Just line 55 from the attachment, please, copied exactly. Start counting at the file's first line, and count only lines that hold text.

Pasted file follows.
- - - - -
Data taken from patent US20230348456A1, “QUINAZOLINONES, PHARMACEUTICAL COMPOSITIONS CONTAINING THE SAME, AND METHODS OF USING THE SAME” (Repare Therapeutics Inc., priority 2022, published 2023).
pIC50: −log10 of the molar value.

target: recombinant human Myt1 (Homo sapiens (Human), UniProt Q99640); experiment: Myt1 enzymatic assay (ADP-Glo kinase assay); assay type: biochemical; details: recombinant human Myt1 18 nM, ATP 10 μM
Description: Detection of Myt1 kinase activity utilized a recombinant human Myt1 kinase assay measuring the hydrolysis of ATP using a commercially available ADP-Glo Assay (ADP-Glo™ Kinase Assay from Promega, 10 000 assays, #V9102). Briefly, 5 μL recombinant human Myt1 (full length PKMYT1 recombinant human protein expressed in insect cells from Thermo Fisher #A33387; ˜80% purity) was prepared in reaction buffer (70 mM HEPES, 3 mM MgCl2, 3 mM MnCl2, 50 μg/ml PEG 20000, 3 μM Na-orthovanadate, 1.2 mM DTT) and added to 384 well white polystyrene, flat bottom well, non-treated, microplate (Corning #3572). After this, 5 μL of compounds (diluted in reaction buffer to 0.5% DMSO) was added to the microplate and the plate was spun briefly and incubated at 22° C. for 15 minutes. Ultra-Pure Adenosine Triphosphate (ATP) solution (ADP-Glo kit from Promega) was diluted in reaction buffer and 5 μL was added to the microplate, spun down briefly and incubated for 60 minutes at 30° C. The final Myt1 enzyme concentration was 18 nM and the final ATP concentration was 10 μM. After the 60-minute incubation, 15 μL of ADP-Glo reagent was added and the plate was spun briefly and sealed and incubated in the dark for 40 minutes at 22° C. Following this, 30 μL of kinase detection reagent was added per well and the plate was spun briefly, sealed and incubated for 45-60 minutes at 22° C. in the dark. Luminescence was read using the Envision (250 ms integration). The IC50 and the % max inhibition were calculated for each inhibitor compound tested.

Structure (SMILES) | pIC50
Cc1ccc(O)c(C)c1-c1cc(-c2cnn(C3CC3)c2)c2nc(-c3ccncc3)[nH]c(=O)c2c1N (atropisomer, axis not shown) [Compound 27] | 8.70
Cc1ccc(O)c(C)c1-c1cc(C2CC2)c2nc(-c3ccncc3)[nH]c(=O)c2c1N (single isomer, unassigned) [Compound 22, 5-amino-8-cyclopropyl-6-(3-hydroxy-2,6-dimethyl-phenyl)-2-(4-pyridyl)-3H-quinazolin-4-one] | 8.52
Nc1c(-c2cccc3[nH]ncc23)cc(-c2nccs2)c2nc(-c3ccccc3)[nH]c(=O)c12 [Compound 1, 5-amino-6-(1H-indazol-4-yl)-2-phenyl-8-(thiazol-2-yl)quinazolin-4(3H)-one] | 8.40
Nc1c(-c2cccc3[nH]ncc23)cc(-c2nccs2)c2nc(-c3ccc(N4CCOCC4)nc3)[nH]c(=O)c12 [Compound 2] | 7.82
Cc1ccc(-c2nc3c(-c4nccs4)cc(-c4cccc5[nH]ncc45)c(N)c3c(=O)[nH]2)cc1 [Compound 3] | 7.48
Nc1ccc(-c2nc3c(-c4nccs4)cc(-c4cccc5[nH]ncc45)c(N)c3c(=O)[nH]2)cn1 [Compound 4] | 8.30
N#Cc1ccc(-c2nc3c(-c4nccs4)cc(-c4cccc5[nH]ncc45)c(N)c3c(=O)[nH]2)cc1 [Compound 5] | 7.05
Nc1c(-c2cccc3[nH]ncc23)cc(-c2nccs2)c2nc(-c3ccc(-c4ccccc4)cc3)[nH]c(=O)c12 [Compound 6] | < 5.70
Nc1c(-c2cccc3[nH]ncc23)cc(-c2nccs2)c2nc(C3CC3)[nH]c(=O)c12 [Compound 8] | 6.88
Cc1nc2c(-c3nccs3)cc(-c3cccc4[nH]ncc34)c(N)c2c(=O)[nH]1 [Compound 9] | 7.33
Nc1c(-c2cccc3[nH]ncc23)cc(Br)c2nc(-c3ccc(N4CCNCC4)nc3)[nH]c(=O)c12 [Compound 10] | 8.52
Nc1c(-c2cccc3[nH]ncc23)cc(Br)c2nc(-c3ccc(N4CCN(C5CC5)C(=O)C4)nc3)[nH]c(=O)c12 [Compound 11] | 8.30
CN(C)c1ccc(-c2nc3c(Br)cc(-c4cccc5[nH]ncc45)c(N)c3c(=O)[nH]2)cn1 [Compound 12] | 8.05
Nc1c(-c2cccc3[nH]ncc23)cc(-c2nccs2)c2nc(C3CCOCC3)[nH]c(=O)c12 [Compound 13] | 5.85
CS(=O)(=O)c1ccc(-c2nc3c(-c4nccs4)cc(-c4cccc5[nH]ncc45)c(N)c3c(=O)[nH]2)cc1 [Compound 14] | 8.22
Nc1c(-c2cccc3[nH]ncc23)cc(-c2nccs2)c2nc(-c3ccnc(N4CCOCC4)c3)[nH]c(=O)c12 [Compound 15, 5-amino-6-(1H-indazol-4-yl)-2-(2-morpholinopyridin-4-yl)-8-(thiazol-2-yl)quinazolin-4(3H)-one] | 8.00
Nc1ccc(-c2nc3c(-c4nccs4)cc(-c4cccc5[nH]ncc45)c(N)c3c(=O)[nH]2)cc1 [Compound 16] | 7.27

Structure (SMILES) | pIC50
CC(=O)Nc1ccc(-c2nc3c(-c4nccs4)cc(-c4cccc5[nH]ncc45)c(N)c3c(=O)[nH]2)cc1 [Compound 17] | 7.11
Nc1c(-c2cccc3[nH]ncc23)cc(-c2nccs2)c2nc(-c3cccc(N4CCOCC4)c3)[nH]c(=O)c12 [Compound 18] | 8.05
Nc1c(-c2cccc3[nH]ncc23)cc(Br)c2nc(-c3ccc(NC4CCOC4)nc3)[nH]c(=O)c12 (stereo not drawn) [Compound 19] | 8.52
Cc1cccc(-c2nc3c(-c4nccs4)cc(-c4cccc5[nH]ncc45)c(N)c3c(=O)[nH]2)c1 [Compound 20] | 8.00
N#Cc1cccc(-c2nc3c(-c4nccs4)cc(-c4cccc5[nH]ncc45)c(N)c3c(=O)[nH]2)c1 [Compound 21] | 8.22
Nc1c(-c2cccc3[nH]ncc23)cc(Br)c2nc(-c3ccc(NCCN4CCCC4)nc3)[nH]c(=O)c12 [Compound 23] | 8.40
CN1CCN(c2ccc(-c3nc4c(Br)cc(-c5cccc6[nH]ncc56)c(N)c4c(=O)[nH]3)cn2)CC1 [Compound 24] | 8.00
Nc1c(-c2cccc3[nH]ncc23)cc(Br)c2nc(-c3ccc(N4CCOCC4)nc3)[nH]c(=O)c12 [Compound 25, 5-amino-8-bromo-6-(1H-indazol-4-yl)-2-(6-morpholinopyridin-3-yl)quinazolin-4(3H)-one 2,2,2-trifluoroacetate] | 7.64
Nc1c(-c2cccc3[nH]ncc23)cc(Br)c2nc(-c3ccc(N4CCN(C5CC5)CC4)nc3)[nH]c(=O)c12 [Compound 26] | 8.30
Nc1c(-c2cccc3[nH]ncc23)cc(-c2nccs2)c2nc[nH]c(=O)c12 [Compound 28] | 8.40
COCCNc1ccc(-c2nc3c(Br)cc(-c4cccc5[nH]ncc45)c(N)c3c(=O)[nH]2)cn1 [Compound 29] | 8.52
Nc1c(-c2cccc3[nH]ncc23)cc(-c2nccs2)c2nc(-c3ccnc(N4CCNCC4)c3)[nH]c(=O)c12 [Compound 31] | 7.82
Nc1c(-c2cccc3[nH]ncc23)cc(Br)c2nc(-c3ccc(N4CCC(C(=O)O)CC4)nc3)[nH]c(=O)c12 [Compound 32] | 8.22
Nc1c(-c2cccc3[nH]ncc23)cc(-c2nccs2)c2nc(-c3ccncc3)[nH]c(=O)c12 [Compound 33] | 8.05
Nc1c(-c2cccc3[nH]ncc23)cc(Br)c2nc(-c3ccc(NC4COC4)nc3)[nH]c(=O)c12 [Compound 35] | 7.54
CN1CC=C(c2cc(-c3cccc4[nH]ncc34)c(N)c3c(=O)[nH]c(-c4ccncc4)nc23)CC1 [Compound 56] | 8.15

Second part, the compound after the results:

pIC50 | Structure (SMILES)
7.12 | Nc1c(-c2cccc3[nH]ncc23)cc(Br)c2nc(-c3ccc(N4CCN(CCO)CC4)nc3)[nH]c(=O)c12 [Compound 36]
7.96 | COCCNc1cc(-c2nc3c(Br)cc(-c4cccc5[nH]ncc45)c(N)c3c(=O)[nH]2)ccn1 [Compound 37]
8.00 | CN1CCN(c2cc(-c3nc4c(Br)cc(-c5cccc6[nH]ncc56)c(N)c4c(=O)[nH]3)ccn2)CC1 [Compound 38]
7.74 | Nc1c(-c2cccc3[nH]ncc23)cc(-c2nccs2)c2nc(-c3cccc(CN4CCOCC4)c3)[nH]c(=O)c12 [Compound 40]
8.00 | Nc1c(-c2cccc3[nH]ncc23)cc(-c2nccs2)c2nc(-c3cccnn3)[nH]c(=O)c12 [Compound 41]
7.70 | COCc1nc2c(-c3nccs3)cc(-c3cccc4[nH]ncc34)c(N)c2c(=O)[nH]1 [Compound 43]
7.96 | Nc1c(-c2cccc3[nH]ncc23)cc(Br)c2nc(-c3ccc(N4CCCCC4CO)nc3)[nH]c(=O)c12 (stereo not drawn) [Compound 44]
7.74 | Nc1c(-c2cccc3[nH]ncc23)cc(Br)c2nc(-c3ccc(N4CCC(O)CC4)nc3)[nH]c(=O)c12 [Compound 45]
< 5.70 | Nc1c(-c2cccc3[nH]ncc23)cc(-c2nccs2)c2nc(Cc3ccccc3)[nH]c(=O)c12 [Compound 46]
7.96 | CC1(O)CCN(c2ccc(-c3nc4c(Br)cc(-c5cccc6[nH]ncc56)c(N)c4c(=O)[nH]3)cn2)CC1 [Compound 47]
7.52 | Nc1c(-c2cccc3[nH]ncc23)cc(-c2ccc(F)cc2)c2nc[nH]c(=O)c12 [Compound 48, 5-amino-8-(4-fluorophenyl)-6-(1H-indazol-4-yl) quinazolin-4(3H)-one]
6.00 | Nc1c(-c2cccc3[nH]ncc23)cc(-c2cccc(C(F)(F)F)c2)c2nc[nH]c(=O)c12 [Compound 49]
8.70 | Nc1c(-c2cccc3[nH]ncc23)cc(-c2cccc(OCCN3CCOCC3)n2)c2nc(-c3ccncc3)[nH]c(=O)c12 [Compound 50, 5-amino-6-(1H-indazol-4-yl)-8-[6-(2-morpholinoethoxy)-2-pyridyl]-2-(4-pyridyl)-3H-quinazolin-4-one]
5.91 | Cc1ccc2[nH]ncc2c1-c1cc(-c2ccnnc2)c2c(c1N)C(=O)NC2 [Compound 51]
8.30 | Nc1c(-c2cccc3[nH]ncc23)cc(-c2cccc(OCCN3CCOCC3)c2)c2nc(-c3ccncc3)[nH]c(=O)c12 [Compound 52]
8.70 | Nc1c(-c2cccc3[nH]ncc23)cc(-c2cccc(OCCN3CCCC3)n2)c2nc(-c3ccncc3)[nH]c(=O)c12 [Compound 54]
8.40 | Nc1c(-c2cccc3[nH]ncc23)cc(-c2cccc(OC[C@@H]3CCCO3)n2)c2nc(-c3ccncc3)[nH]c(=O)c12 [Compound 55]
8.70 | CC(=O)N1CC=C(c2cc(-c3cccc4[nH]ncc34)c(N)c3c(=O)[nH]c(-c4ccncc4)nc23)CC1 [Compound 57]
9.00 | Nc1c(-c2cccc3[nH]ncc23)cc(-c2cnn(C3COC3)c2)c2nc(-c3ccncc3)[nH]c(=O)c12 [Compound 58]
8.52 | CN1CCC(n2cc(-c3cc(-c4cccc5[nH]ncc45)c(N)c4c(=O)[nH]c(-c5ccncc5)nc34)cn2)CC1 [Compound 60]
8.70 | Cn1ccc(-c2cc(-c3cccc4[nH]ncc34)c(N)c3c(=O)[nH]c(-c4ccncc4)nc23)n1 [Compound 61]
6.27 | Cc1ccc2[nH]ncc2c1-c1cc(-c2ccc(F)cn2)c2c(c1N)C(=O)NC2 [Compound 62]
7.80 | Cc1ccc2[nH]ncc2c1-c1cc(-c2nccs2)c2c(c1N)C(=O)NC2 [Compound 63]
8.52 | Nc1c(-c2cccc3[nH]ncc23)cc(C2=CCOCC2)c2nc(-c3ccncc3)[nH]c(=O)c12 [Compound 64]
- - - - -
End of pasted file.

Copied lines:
5.91 | Cc1ccc2[nH]ncc2c1-c1cc(-c2ccnnc2)c2c(c1N)C(=O)NC2 [Compound 51]